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Soybean, Corn Futures Bounce
Soybean futures led gains in grain and oilseed markets, as harvest delays in the U.S. and tough weather in Brazil stoked buying interest.
Wet weather in the U.S., with rains spreading across the Midwest this week, is limiting fieldwork. That is slowing the flow of soybeans into the supply chain, said Brian Hoops, president of brokerage Midwest Market Solutions.
Soybean futures for November rose 1% to $9.68 1/4 a bushel at the Chicago Board of Trade.
CBOT December corn futures rose 0.4% to $3.49 1/2 a bushel.
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FAO Food Price Index Up 1.4% in September
LONDON--World food prices rose in September due to more expensive vegetable oil and dairy prices, the United Nations' Food and Agriculture Organization said Thursday.
The FAO's food price index rose by 1.4% last month from August, up 4.3% on its September 2016 level.
Informa Raises Corn, Soybean Yield Estimates -- Market Talk
13:16 ET - Private forecaster Informa Economics increased its crop yield estimates from a month earlier, traders say. The firm put corn yield at 170.5 bushels per acre, higher than the USDA's most recent estimate of 169.9 bushels. Informa expects soybeans to yield 50 bushels per acre, in line with the most recent government forecast of 49.9 bushels. The higher estimates come amid better-than-expected yields from the ongoing harvest and increasing signs that this year's crops mostly recovered from a difficult growing season. (email@example.com; @b_parkyn)
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Farmers Want Trump to Focus on New Trade Deals -- Market Talk
16:24 ET - US wheat farmers are growing frustrated with the Trump administration's focus so far on renegotiating existing trade deals, like Nafta and the US-Korea Free Trade Agreement, rather than striking new ones that would broaden the global market for American-grown grain. "It is time to get past plowing the same fields and start opening ground in new markets," says Chandler Goule, CEO of the National Association of Wheat Growers, in a letter co-signed by the US Wheat Associates. US wheat has struggled to find international buyers as other countries, like Russia, peddle cheaper grain, and the groups call on President Trump to make good on repeated campaign-trail promises of new bilateral trade deals. (firstname.lastname@example.org; @jacobbunge)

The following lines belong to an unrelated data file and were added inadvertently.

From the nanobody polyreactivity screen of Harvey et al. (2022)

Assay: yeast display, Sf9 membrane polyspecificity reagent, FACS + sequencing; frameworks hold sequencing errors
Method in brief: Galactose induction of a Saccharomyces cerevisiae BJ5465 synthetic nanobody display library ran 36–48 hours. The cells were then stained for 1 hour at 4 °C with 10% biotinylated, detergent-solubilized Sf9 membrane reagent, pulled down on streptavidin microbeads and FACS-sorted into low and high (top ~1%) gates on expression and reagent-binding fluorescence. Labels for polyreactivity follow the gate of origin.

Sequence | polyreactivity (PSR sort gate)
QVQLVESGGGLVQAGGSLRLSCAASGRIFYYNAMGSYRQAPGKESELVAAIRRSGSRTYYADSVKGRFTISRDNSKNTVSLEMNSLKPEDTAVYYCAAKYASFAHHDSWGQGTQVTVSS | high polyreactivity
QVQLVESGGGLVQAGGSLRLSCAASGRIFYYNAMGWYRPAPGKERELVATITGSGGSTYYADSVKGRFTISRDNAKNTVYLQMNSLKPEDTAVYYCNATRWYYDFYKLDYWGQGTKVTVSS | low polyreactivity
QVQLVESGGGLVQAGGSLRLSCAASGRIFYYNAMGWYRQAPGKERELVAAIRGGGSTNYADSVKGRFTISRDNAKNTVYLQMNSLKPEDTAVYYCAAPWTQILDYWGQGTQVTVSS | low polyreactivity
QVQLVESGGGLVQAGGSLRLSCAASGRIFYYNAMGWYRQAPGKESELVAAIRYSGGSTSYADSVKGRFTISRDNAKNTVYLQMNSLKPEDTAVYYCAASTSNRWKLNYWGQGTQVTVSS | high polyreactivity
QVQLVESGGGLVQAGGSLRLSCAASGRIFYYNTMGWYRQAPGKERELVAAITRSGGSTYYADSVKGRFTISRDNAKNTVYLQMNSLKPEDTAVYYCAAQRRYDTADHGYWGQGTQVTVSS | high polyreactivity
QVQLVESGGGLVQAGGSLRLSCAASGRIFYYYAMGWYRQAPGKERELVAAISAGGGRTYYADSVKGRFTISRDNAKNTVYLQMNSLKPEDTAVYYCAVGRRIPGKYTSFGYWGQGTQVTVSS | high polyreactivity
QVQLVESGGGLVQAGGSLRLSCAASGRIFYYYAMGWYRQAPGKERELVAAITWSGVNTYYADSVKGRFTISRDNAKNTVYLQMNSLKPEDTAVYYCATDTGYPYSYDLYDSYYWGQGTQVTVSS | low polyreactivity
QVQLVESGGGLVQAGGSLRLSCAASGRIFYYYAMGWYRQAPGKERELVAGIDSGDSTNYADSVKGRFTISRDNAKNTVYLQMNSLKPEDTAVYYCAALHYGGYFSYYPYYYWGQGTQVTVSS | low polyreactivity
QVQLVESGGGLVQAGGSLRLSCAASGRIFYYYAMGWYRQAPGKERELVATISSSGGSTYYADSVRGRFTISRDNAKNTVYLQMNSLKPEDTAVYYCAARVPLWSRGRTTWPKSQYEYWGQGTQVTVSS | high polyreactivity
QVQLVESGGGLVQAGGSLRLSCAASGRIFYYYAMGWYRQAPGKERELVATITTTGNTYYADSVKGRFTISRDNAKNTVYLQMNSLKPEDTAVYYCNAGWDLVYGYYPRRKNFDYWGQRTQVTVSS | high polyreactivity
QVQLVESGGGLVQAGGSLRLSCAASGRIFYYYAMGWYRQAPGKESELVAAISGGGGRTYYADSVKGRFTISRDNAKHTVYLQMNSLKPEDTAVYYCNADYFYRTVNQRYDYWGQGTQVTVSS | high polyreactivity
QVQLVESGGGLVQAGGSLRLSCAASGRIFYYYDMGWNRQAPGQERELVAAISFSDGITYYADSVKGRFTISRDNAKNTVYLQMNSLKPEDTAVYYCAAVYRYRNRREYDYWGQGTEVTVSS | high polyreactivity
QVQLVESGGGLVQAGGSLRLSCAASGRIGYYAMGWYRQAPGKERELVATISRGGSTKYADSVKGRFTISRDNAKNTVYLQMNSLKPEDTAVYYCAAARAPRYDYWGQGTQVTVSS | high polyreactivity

Yum China Gains After Establishing Dividend, Detailing CEO Succession Plan -- MarketWatch
Yum China Holdings Inc. (YUMC) jumped as much as 5% in late trading Thursday after announcing earnings that included the spin-off's first dividend and an increased stock-buyback plan, and detailing plans for a new chief executive. Yum China, which spun off from Yum Brands inc. (YUM) about a year ago, said that President and Chief Operating Officer Joey Wat will succeed Mickey Pant as CEO in March 2018. For the third quarter, the operator of KFC and Pizza Hut restaurants in China reported net income of $211 million, or 53 cents a share, on sales of $2.04 billion, up from profit of $192 million on sales of $1.88 billion a year ago. Analysts on average expected earnings of 56 cents a share on sales of $1.98 billion, according to FactSet. Yum China also announced its first dividend, 10 cents a share payable Dec. 21 to shareholders of record as of Nov. 30, and said the board had expanded its stock-repurchase authorization from $300 million to $550 million. Yum China shares neared $42 in after-hours action following the report, after closing with a 0.2% increase at $39.97.
Cattle, Hog Futures Rise on Strong Meat Markets
Livestock futures bounced higher, buoyed by rising cash and meat prices.
Hog futures have risen every day this week on expectations the market has hit a seasonal low. October lean hog contracts at the Chicago Mercantile Exchange climbed 1% to 60.925 cents a pound on Thursday, the highest close since mid-September.
CME October live cattle contracts rose 1% to $1.1015 a pound, near a two-week high.
(END) Dow Jones Newswires
October 05, 2017 17:47 ET (21:47 GMT)